Fundamental approaches for the application of pineapple leaf fiber in high performance
reinforced composites (in English)
Polimery 2014, No 11-12, 798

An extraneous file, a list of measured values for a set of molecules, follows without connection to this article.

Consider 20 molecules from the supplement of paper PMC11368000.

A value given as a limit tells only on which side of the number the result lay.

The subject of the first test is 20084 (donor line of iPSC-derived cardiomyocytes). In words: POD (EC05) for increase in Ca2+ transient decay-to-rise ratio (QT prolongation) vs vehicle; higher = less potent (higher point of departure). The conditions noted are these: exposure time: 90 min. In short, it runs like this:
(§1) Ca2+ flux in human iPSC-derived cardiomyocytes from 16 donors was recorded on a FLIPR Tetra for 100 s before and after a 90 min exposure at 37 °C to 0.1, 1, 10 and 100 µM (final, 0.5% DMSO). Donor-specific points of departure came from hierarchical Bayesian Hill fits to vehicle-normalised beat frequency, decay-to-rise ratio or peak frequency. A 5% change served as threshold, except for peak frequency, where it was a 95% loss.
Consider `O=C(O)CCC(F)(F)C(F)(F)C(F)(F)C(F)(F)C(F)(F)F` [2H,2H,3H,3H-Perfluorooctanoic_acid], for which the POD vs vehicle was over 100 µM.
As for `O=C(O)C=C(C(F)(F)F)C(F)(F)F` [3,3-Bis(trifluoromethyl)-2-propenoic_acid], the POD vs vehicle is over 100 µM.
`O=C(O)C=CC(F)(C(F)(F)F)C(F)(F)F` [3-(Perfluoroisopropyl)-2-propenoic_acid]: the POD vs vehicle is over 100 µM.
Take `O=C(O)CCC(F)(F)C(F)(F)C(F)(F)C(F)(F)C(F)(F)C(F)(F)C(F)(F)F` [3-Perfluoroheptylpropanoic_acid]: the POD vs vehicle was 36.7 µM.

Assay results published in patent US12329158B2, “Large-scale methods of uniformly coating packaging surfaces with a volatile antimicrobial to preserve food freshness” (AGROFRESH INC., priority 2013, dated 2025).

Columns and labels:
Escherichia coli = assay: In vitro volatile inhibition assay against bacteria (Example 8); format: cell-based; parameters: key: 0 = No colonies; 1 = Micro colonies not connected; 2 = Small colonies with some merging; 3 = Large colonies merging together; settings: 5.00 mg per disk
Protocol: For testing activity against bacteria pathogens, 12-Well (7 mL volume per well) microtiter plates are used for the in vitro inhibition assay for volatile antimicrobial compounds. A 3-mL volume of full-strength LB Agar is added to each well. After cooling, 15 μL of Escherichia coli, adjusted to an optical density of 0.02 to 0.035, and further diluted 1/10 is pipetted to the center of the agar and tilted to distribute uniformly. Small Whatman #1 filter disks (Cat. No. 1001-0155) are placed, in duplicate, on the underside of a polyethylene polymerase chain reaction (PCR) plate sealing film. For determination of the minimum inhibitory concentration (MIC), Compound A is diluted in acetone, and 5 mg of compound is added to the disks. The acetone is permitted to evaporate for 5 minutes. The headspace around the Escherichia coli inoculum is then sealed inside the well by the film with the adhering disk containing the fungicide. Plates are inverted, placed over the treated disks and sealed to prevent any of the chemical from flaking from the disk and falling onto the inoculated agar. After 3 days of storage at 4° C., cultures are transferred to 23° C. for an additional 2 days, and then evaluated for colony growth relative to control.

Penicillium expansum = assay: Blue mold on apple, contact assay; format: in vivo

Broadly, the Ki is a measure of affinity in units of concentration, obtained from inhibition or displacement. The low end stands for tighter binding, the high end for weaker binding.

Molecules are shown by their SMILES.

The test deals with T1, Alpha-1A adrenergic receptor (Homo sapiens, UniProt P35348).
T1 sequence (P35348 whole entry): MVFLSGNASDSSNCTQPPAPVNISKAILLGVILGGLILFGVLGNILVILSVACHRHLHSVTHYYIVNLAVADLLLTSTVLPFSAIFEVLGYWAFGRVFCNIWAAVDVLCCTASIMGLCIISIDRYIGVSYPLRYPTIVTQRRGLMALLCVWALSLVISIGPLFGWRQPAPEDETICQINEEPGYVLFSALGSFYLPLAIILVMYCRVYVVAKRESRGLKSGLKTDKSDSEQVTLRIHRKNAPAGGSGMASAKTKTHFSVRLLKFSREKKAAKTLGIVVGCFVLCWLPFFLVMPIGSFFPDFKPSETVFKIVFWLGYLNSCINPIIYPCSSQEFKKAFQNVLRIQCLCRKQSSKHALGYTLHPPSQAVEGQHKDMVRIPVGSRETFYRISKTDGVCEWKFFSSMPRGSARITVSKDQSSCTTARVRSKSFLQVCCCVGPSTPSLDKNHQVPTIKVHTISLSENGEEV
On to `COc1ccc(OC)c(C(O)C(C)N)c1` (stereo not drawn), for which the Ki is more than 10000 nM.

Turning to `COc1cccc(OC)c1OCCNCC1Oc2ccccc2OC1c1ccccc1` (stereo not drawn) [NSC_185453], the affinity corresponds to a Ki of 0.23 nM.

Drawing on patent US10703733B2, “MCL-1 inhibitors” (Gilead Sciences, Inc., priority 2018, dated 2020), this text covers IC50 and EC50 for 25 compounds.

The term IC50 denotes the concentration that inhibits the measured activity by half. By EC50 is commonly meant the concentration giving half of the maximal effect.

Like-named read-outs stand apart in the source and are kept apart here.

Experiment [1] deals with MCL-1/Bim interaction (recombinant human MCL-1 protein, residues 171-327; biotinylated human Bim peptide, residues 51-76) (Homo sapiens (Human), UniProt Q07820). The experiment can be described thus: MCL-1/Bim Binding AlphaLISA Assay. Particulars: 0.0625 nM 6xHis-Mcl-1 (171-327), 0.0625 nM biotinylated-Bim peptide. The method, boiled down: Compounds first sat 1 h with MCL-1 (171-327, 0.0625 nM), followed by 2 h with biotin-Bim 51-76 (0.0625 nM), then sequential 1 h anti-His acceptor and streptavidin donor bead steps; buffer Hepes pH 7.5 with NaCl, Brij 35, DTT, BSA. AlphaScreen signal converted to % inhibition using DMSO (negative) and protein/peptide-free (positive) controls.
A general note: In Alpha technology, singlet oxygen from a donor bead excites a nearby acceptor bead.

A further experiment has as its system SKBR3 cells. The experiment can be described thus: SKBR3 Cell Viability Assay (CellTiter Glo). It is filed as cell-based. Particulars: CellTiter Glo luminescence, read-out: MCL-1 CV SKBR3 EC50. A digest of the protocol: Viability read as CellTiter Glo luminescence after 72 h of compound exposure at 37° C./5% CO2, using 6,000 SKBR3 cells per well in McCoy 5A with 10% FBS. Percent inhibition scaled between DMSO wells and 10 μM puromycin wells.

The fundamental understanding of fibers, because of their polymeric nature, helps to improve the properties of the final product. This study presents an approach to examine the morphology, anatomy, cell wall architecture and distribution of lignin from pineapple leaf fiber by light microscopy, scanning electron microscopy with energy dispersive X-ray, transmission electron microscopy and Raman spectroscopy. Light microscopy and scanning electron microscopy revealed that the vascular bundle was randomly distributed across the transverse section of the pineapple leaf consisting of sclerenchyma, vessel, phloem and parenchyma cells. The fiber surface was covered with a rough hydrophobic layer composed of cutin, lignin, silica, waxes and a mixture of other cell wall materials. TEM investigations revealed the nanocomposite structure of the cell wall that were composed of typical primary and secondary cell wall layers. The topochemical distribution of lignin confirmed that the concentration of lignin at the cell corners was higher compared to compound middle lamella and secondary walls. This study helps to understand the fundamentals of the pineapple leaf fiber and can also help in the design of improved bio-based materials.